Production and marketing of art in China

  • Traveling the long, hard road from industrial art to high art
  • Ruby Roy Dholakia, Jingyi Duan, Nikhilesh Dholakia
  • Arts and the Market, May 2015, Emerald
  • DOI: 10.1108/am-10-2013-0023

A small window into China's epic innovation struggle, including innovation in art

What is it about?

University of Rhode Island (URI) doctoral student Jingyi "Serena" Duan did some field research on the Wushipu art village in China, under the supervision of Prof. Ruby Roy Dholakia. She interviewed many gallery (shop) owners in Wushipu on the gradually changing nature of art in China - from industrial art ("copies of Western masters") to some original art. This paper evolved out of Serena's fieldwork at Wushipu.

Why is it important?

As authors, we were wondering how to communicate the changes observed at Wushipu and similar "art production centers" of China to a larger global audience. As we examined the issue around these changes, we came to realize they represented a slice of the larger phenomenon: the struggle by a fast-rising mega-China to be seen not just as a copying-and-making nation but as an innovator and producer of original works. This study provides an early, small window into this phenomenon -- which we believe is epic and will be long-playing through this century.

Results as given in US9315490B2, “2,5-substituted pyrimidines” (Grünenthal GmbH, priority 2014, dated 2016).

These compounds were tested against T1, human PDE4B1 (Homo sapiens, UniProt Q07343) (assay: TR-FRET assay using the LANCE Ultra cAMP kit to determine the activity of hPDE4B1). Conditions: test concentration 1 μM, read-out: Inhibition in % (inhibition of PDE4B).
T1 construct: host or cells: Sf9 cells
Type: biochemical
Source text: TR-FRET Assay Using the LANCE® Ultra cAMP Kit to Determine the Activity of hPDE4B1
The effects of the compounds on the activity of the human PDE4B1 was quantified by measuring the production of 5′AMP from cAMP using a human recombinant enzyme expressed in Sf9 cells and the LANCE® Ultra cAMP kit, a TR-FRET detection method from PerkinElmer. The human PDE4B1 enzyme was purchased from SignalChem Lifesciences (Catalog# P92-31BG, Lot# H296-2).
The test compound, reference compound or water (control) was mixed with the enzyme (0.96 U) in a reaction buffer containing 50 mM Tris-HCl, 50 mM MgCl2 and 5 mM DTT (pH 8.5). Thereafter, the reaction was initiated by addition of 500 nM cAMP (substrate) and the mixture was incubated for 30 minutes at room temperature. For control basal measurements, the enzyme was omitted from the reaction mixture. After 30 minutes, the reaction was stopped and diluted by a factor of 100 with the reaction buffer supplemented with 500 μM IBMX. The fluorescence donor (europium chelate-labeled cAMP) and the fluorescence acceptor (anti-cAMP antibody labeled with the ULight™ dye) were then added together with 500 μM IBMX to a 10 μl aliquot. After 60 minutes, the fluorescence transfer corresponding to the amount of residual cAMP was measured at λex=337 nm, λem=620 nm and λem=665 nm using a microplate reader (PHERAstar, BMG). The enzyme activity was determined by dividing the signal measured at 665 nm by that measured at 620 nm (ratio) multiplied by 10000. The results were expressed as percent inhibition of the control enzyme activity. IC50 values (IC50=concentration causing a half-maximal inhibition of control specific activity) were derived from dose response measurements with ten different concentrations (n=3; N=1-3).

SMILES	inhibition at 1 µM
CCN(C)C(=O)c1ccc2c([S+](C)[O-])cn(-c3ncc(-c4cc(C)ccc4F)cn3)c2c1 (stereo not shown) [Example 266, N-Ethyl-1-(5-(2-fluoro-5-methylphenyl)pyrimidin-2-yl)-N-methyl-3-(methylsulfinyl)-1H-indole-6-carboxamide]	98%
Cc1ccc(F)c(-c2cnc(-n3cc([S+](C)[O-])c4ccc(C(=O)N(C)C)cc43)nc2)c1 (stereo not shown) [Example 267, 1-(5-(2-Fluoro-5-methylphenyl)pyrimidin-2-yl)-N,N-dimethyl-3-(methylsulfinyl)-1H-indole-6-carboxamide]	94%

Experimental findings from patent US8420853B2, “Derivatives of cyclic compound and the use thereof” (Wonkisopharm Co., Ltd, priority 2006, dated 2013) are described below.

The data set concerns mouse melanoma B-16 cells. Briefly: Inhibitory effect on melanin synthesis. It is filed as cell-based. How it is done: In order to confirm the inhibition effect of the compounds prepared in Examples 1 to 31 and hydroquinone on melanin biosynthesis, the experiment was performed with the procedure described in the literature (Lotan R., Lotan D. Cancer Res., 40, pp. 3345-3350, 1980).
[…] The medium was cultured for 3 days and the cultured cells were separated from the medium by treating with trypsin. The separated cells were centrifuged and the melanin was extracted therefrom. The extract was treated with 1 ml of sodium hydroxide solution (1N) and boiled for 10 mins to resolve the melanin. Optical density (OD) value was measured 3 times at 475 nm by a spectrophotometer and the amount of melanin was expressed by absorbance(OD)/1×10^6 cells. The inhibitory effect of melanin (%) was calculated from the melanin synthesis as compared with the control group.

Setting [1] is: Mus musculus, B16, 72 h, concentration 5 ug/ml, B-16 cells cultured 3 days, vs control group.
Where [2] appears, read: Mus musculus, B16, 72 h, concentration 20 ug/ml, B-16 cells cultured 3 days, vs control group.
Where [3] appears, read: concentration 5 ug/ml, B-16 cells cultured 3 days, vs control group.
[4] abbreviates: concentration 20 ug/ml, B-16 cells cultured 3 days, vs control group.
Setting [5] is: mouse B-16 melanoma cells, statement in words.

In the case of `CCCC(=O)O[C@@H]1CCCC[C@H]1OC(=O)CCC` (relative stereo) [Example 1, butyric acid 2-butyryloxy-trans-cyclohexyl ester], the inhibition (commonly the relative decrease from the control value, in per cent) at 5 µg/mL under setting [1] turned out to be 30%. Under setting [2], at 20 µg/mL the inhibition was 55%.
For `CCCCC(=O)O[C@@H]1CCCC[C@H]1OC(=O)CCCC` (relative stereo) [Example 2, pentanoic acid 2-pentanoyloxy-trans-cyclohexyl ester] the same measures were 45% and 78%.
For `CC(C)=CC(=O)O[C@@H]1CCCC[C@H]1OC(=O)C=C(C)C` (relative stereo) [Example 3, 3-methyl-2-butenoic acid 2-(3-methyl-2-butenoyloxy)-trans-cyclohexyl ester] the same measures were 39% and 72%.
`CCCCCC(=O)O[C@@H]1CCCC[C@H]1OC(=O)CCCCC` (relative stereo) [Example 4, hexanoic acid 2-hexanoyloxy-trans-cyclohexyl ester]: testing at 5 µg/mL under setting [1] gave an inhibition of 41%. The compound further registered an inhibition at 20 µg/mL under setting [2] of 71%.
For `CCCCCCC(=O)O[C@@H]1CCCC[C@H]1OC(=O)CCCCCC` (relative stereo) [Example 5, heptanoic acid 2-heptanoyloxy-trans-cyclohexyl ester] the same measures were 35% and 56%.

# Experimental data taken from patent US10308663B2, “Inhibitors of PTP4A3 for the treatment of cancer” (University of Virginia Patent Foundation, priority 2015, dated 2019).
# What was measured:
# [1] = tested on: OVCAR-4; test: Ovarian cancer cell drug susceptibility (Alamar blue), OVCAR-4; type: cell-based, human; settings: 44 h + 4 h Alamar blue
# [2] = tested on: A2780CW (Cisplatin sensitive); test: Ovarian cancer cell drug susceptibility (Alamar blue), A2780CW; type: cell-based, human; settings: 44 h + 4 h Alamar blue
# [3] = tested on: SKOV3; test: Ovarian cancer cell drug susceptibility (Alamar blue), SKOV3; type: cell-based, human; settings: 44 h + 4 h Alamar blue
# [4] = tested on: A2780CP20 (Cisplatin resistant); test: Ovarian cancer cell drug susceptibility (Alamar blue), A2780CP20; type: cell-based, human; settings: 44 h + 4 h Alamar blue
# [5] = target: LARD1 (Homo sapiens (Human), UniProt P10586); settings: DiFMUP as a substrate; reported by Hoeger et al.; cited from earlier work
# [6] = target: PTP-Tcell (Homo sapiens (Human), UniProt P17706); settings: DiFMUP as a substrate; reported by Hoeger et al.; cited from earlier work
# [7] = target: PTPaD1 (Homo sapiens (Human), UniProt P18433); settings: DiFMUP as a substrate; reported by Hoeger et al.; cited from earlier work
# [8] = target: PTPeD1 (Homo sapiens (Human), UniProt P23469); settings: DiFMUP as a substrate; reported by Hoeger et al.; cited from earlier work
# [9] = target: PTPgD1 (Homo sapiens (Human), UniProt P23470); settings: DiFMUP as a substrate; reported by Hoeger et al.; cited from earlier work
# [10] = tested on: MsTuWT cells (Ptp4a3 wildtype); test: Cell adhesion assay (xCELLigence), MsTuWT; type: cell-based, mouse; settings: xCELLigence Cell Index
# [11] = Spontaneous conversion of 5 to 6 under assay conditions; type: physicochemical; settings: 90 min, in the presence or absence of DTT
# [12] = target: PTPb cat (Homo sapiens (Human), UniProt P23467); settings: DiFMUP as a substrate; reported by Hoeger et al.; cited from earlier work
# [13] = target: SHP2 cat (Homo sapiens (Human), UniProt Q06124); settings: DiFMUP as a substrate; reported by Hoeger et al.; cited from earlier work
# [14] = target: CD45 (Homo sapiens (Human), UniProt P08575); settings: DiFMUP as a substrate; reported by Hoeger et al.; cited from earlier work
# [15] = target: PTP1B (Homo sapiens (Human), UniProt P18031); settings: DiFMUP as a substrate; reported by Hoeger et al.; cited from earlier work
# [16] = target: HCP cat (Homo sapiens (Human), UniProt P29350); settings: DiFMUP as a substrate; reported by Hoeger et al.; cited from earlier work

Dr Nikhilesh Dholakia
University of Rhode Island

I joined the project a bit later because the data (interviews, photos, observations) collected by Serena needed an interpretive lens. My contribution has been mainly to provide this lens, and to bring in some relevant art theory to bear upon the issues in this paper.

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The following have contributed to this page: Dr Nikhilesh Dholakia

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